and Alexandra Burnett
Frontier Centre for Public Policy
Many Crown corporations created long ago are showing signs that they’re no longer appropriate for life in evolving competitive markets. Saskatchewan Government Insurance (SGI) may be one that’s outlived its purpose of providing vehicle insurance to Saskatchewan drivers.Ian
SGI is the monopoly owned by the government of Saskatchewan. SGI Auto Fund has provided motor vehicle insurance to all drivers in the province since 1945. Additionally, there is a casualty insurance division called SGI Canada.
Surprisingly, SGI is not that different from other general insurance or motor vehicle insurance firms, except no competition is allowed within Saskatchewan. Since SGI is a Crown corporation, it’s not taxable and has the implicit backing of the provincial government. All of SGI’s directors are approved by politicians.
Since SGI holds a monopoly market position, Saskatchewan customers are forced to pay high prices. This wouldn’t be the case in a fully competitive marketplace.Alexandra Burnett
And there seems to be little need for taxpayer money to be tied up in SGI. As is the case for most government-owned corporations, funds that are locked up in such corporations could be used more efficiently – for example, to lower government debt.
The Frontier Centre for Public Policy recently released a research paper in the Public Choice Alternatives series on the valuation of the SGI Auto Fund division. According to the valuation, SGI could be worth as much as $2.25 billion. SGI is able to generate free cash flow, which is a key factor in corporate survival and growth.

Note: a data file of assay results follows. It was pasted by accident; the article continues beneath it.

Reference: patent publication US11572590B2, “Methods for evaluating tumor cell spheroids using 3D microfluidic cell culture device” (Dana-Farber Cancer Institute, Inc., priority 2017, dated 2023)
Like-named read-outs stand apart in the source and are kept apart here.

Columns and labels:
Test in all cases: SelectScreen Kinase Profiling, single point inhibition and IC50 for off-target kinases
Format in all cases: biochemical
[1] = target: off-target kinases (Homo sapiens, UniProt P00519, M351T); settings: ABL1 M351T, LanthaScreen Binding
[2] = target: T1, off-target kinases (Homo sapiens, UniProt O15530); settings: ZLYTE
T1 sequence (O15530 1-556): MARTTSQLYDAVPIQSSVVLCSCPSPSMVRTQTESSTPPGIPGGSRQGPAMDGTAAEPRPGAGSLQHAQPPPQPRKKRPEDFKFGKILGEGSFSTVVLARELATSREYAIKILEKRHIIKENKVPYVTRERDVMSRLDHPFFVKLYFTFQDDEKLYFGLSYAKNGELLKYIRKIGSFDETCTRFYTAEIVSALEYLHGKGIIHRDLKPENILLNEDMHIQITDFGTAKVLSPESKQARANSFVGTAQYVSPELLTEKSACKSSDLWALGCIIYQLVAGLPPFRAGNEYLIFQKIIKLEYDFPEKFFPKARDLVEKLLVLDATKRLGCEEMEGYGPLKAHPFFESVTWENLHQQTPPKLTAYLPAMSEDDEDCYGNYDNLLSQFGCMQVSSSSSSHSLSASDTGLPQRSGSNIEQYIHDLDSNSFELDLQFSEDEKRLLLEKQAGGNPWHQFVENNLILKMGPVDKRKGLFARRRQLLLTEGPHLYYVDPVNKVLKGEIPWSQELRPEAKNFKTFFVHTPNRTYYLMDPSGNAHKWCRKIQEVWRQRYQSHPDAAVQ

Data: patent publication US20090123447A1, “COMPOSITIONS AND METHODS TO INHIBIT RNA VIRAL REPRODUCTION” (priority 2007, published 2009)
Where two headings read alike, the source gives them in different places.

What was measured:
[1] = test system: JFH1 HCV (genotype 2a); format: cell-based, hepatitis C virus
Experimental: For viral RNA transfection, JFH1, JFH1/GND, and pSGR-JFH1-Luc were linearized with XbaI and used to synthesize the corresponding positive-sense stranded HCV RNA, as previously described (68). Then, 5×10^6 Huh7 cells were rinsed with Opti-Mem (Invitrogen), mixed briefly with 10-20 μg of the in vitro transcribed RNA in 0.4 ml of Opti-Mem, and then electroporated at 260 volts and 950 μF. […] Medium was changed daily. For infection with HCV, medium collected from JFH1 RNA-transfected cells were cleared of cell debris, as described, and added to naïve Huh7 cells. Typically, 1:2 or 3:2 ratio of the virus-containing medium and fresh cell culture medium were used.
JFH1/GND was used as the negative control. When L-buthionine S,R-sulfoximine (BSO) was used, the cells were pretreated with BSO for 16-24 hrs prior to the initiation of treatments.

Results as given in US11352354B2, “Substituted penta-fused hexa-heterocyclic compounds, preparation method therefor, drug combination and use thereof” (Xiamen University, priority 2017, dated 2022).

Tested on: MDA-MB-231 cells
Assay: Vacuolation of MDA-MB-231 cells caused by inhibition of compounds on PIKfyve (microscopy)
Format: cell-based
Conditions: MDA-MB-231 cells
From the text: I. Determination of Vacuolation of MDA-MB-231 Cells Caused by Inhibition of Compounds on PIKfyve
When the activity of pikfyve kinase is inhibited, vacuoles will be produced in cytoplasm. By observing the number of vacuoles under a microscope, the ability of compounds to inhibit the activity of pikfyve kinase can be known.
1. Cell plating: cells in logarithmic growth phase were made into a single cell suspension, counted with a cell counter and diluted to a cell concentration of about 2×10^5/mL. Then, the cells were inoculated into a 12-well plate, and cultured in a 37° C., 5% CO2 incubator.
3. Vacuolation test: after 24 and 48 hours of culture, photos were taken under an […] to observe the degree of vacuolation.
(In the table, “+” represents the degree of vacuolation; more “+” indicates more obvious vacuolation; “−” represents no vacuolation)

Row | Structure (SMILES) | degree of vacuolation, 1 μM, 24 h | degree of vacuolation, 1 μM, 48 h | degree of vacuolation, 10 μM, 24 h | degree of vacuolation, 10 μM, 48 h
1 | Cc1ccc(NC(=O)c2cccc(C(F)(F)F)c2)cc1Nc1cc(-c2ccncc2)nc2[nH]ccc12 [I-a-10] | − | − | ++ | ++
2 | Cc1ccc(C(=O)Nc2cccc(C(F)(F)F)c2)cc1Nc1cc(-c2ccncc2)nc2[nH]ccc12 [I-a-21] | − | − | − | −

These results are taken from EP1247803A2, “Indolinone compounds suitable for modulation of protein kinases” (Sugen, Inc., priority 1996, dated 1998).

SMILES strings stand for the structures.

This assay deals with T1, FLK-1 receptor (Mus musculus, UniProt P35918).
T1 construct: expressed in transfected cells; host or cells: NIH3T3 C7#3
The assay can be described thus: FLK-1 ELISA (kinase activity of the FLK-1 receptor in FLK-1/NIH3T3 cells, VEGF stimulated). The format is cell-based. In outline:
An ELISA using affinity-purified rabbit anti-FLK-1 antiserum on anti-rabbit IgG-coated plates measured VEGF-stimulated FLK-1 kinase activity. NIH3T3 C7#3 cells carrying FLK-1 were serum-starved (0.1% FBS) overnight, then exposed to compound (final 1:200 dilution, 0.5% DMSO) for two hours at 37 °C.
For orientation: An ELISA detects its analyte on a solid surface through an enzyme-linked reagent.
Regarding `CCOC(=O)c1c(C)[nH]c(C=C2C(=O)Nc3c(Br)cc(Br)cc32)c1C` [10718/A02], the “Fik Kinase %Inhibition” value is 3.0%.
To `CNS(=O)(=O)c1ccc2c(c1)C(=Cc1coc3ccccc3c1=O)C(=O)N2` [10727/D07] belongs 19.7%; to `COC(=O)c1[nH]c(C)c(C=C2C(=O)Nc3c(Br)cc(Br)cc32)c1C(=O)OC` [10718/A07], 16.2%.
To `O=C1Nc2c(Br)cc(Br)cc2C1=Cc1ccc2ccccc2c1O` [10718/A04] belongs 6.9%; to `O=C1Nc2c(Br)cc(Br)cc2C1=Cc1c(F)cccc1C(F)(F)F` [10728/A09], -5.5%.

However, SGI’s resultant substantial intrinsic value (based on free cash flow) is highly sensitive to the assumptions made about its future growth and required rate of return.
In the last few years, there’s been talk about the province selling part of SGI but no details have been released. While SGI seems to fill a useful role, a private insurance corporation would be better suited to take on this risk, instead of leaving taxpayers to bear the risk of any losses, as has happened with Insurance Corp. of British Columbia (ICBC).
Not surprisingly, profit is usually a secondary goal of government-owned corporations and that leads to difficulties in evaluating the corporation’s effectiveness and efficiency. Saskatchewan residents are familiar with many stories of SGI making their customers jump through hoops after filing a claim, or that they’re assumed at fault (and treated so) before proven faultless.
SGI plays a central role in Saskatchewan’s economy by providing motor vehicle insurance to all Saskatchewan drivers. But experience in other jurisdictions makes it clear that one or more private companies could take on this risk, and even provide lower rates and better service to customers.
However, selling off all or part of a Crown corporation is ultimately up to the taxpayers through their elected representatives.
Ian Madsen is a senior policy analyst and Alexandra Burnett is a junior research associate with the Frontier Centre for Public Policy.
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